Last-minute bids for PC maker Dell may be out of the blue, but it is possible that Michael Dell may up his offer in turn.
Private equity investment firm Blackstone and Carl Icahn are considering the last-minute move as a means to snatch the company out of Michael Dell's grasp, but a superior bid could seriously rock the boat, as reported by Bloomberg.
Citing sources familiar with the matter, the publication says that Blackstone and its financier Icahn have made bids that exceed the $24.4 billion buyout deal offered by the firm's founder and private equity firm Silver Lake Management. This may be excellent news for shareholders previously disappointed by the original bill — which one investor labelled as "," — but for Michael Dell's plans to transform the PC maker, this could scupper his intentions to make the company a strong competitor within the tablet and cloud computing markets.
Blackstone has reportedly offered a figure beyond $14.25 a share, whereas Icahn has said he will pay $15 a share for 58 percent of Dell's stock — and the board has voted to enter negotiations with the company and investor. The proposals were submitted on March 22, at the end of the "go shop" period that is in place to allow interested investing parties to submit bids for a buyout.
If Michael Dell and Silver Lake want to stay in control, they may have to counter with a higher bid. An analyst survey conducted by Bloomberg suggested that their bid could reach between $14.90 to $15 a share, a jump from the original price of.
Jayson Noland, analyst at Robert W. Baird, told the publication:
"Michael wants to play a role here. This is his company — it's been his life, his name's on the door, and he'd like to be part of the next stage. The most likely scenario is Silver Lake and Michael Dell take this company private for something north of what they're currently offering."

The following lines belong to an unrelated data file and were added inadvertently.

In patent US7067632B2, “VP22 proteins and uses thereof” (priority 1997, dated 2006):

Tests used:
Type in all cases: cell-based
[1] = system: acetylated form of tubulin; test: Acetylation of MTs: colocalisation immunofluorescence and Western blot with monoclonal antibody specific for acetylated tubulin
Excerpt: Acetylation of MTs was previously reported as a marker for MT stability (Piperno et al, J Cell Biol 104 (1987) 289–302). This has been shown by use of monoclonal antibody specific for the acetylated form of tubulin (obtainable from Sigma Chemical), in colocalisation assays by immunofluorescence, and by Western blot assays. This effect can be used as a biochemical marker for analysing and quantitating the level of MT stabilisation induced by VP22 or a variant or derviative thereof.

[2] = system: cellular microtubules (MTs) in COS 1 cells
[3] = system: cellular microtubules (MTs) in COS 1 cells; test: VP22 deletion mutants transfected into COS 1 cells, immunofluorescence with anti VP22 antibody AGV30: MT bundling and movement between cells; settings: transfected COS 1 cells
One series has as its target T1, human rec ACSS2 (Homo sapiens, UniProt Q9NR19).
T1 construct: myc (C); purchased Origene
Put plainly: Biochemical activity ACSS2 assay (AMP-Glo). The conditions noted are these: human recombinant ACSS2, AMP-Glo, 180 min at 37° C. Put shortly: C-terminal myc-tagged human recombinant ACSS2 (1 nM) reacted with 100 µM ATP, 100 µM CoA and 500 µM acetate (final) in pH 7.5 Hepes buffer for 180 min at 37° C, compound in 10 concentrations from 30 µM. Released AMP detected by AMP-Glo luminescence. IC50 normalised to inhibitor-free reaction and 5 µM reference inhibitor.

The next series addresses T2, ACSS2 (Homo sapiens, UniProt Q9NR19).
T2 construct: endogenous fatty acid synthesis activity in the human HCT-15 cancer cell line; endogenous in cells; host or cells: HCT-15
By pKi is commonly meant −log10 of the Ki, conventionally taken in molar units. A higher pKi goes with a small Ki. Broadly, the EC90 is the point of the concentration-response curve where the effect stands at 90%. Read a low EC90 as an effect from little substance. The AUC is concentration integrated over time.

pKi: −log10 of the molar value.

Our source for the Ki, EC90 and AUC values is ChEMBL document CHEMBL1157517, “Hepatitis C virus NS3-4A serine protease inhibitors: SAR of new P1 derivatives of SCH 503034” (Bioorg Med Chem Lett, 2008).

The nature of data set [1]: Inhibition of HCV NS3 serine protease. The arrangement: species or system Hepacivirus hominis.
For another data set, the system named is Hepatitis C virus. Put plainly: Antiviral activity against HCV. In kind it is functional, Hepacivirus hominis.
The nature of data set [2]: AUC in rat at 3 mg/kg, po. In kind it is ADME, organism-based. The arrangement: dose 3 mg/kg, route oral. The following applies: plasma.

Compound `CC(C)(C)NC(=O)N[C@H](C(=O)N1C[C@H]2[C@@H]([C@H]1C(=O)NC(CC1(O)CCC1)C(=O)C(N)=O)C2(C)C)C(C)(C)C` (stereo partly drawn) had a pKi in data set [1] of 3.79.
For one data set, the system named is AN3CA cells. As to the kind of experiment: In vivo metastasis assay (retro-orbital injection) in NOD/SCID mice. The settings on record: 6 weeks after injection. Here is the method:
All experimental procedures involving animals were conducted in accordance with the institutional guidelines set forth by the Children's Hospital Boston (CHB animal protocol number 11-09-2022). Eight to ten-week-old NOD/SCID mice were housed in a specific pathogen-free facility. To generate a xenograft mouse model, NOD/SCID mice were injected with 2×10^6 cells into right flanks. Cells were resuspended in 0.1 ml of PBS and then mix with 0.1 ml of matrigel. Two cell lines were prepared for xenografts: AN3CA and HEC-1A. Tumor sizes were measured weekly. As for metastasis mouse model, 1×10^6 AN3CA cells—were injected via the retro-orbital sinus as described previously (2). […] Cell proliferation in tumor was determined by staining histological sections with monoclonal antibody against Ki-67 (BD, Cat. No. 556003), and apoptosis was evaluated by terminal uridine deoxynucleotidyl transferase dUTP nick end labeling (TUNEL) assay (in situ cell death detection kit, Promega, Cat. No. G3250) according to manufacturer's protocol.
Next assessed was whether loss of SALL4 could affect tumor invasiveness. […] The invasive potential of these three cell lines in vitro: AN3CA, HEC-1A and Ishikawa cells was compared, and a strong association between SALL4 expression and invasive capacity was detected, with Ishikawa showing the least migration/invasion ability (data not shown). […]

Investors may find that the last-minute bid is more palatable to their tastes, not only due to the higher amount on offer, but as the proposal apparently includes the stipulation that investors not only can participate in the future of the company, but are able to choose whether or not to hand in their stake — something the original buyout does not include.
This may be enough to silence angry investing parties, including Southeastern Asset Management and T. Rowe Price Group, which have already said they will oppose Michael Dell's bid on the grounds of it being too low.
Dell was once the world's largest PC maker, but has seen profits slide following a general shift in the market towards mobile devices including smartphones and tablets. Whoever decides to invest must keep this in mind if they wish to help the ailing firm regain its former superiority in the technology industry.
Update 11.36GMT: According to Reuters, Dell has confirmed that the offers have been recieved from Blackstone and Icahn.